The backlash created by the Coca-Cola commercial featuring “America the Beautiful” sung in seven languages besides English should, in this day and age, be so contemptible as to be beneath the dignity of a response.
Unfortunately, the United States hasn’t quite grown up enough to rid itself of such jingoistic attitudes.
“America the Beautiful” is a work of art, written as a poem by Katharine Lee Bates and published in 1895. It was first published as a song in 1910. Works of art are translated all the time; without translation, we wouldn’t be able to read such stirring works as “One Hundred Years of Solitude” by Gabriel Garcia Marquez or Dante’s “Inferno.”
The song is not, as a significant portion of the Coke commercial’s bashers have stated in their tweets and posts, the national anthem. May I recommend to those who make that egregious mistake that they adhere to the advice of Alexander Pope in “An Essay on Criticism,” “A little knowledge is a dangerous thing / drink deep or taste not the Pierian spring.” As a public service announcement, I will point out that our national anthem is “The Star-Spangled Banner,” written originally as a poem (titled “Defence of Fort M’Henry”) by Francis Scott Key, and later set to music by a British man, John Stafford Smith.
Digital Access for only $0.99
For the most comprehensive local coverage, subscribe today.
I know this probably just rankles those upset with the commercial even more (I mean, the music for our national anthem was not written by an American!?!?), but it illustrates why the objection to the Coke commercial is so offensive.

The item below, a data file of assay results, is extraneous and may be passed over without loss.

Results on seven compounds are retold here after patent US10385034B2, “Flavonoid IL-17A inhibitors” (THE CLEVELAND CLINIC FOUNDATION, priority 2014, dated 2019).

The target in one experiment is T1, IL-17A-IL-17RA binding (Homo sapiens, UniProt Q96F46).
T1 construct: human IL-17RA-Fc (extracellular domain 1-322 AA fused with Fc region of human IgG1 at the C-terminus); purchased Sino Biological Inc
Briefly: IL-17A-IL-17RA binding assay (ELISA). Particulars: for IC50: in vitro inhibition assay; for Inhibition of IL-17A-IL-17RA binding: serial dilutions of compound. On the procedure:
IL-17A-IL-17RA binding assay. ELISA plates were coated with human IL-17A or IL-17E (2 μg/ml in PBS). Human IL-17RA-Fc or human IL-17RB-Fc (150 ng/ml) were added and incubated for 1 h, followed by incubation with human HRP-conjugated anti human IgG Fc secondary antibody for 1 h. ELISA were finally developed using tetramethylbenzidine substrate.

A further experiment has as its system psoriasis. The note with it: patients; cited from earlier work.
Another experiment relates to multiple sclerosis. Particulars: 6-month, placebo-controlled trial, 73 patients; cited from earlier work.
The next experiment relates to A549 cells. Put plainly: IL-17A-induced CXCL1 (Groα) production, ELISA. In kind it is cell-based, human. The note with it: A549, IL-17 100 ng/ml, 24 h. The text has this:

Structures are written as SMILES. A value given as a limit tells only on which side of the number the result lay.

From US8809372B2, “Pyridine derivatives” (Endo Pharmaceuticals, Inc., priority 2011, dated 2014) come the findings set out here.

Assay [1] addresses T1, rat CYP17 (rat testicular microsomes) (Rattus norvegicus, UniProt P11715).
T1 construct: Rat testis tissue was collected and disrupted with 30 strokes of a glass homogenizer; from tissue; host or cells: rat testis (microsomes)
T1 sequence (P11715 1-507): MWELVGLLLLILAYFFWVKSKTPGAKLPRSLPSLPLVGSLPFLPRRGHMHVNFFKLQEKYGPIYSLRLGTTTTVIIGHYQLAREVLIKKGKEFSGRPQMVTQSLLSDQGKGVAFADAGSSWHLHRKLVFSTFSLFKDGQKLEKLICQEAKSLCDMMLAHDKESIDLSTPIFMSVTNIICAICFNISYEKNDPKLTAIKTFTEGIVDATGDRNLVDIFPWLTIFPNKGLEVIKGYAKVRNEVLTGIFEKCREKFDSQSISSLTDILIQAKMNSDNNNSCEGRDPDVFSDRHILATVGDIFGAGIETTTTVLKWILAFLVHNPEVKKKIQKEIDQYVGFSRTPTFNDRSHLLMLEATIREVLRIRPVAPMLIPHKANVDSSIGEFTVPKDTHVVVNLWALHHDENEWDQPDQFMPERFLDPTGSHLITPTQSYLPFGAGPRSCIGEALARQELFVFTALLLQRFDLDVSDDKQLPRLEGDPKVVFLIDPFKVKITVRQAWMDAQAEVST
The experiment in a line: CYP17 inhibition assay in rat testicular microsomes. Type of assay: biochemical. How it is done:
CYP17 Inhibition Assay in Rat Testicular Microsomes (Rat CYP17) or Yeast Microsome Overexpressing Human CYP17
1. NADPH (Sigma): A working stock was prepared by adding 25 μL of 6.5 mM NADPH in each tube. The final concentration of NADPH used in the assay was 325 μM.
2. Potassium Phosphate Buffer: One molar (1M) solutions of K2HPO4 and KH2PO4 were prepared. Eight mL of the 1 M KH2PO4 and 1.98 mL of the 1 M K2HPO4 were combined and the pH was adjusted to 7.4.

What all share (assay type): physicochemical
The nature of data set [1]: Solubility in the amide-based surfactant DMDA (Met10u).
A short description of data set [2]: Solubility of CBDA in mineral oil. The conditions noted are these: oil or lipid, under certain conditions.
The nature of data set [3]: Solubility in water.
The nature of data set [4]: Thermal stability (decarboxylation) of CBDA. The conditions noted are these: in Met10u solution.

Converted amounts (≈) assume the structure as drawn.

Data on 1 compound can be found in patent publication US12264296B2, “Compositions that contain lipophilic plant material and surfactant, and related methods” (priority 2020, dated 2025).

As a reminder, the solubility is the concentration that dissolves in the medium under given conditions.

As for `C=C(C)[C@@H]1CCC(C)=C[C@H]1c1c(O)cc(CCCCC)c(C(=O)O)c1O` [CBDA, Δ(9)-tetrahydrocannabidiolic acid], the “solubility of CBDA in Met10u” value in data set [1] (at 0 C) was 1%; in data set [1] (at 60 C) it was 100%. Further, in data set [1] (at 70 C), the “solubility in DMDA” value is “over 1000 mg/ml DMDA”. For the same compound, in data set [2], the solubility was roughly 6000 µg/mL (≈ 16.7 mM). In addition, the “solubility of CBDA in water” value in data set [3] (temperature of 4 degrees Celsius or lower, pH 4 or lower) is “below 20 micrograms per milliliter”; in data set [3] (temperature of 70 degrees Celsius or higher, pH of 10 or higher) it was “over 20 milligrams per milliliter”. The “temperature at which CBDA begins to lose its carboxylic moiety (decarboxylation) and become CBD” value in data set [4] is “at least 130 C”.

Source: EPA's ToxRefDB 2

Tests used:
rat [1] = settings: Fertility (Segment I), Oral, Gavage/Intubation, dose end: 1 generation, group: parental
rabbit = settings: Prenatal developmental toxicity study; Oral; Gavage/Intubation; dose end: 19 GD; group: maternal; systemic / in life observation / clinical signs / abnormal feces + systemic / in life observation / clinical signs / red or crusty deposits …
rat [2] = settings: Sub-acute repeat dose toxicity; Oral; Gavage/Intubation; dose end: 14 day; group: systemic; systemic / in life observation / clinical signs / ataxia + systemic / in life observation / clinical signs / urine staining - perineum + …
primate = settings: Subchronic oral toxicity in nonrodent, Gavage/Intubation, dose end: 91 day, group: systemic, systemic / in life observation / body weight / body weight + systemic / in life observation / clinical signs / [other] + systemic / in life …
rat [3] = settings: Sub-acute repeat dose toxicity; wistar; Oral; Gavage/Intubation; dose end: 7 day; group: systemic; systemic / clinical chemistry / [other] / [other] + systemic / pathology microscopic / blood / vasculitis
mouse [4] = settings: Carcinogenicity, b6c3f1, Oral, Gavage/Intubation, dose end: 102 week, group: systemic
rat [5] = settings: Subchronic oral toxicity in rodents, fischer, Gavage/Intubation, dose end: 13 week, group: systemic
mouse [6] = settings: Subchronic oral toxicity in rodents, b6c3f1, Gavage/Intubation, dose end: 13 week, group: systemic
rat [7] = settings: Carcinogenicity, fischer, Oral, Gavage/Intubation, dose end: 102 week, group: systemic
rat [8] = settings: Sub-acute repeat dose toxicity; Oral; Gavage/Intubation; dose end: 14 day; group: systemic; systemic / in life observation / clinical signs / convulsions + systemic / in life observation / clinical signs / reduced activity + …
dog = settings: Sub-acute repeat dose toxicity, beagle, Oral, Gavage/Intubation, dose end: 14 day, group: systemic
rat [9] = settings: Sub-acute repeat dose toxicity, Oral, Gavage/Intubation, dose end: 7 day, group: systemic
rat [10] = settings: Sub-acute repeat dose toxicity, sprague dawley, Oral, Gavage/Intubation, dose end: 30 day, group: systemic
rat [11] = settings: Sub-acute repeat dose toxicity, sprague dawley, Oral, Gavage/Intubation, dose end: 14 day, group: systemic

We are a nation of immigrants. No one here, outside of the Native Americans, can claim to be only Americans. We are every country and every nationality and every race brought together under the umbrella of this nation. We are a mixture of Armenians and Turks and Greeks and Chinese and Russians and Spaniards and English and Irish and Japanese and West Africans and Persians and Arabs and of every other people from every corner of the world.
We’ve all done great service to this country, no matter what language we speak. My paternal grandfather, an officer in the Chilean navy, came to Washington D.C. to serve with the Office of Strategic Services and help defeat Nazi Germany and Japan. He spoke 13 languages, and yes, one was English. My maternal great-grandmother and grandfather emigrated here from Spain, through Cuba. She never learned to speak English, but helped build a home in Sunnyvale and raised a family of soldiers and entrepreneurs.
Immigrants, often without learning English, helped build the American railroads. They contributed to the powerful economies of New York, Boston and Chicago. Navajos, using their native language as an unbreakable code, befuddled the Japanese in World War II.
And let me also point out that there is nothing inherently American about the English language. It comes, of course, from the English. Sixty countries list English as one of their official languages, including Pakistan, Sudan, Nigeria and the Philippines, to name but a few. We speak it because the majority of our colonists on the East Coast were English. Of course, the dominant language of the West Coast for the majority of the time since colonization is Spanish.
The Coke commercial did what we all should be doing – celebrating the diversity of this country. My hope is that those angry with Coke for setting “America the Beautiful” to different languages will eventually be able to see that the spectrum of our backgrounds is a strength for the United States, not a weakness.